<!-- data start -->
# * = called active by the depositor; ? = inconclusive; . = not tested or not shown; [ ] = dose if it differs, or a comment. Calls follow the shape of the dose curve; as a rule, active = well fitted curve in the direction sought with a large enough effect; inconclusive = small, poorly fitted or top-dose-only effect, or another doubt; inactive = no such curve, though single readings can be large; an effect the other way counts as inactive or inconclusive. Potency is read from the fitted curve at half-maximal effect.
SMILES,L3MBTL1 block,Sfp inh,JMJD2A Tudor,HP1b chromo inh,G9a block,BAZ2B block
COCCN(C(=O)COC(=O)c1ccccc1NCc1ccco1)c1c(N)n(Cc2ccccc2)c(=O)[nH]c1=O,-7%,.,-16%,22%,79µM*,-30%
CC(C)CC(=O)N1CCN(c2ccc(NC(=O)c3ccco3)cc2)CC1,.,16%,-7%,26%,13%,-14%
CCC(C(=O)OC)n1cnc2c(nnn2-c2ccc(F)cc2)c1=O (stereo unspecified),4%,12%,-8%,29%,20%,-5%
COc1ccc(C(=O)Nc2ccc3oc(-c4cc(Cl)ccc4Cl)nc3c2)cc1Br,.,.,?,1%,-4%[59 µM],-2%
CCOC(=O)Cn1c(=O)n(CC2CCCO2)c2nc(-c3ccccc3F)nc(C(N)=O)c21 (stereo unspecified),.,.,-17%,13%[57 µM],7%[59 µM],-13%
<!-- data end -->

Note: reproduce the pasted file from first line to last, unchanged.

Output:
# * = called active by the depositor; ? = inconclusive; . = not tested or not shown; [ ] = dose if it differs, or a comment. Calls follow the shape of the dose curve; as a rule, active = well fitted curve in the direction sought with a large enough effect; inconclusive = small, poorly fitted or top-dose-only effect, or another doubt; inactive = no such curve, though single readings can be large; an effect the other way counts as inactive or inconclusive. Potency is read from the fitted curve at half-maximal effect.
SMILES,L3MBTL1 block,Sfp inh,JMJD2A Tudor,HP1b chromo inh,G9a block,BAZ2B block
COCCN(C(=O)COC(=O)c1ccccc1NCc1ccco1)c1c(N)n(Cc2ccccc2)c(=O)[nH]c1=O,-7%,.,-16%,22%,79µM*,-30%
CC(C)CC(=O)N1CCN(c2ccc(NC(=O)c3ccco3)cc2)CC1,.,16%,-7%,26%,13%,-14%
CCC(C(=O)OC)n1cnc2c(nnn2-c2ccc(F)cc2)c1=O (stereo unspecified),4%,12%,-8%,29%,20%,-5%
COc1ccc(C(=O)Nc2ccc3oc(-c4cc(Cl)ccc4Cl)nc3c2)cc1Br,.,.,?,1%,-4%[59 µM],-2%
CCOC(=O)Cn1c(=O)n(CC2CCCO2)c2nc(-c3ccccc3F)nc(C(N)=O)c21 (stereo unspecified),.,.,-17%,13%[57 µM],7%[59 µM],-13%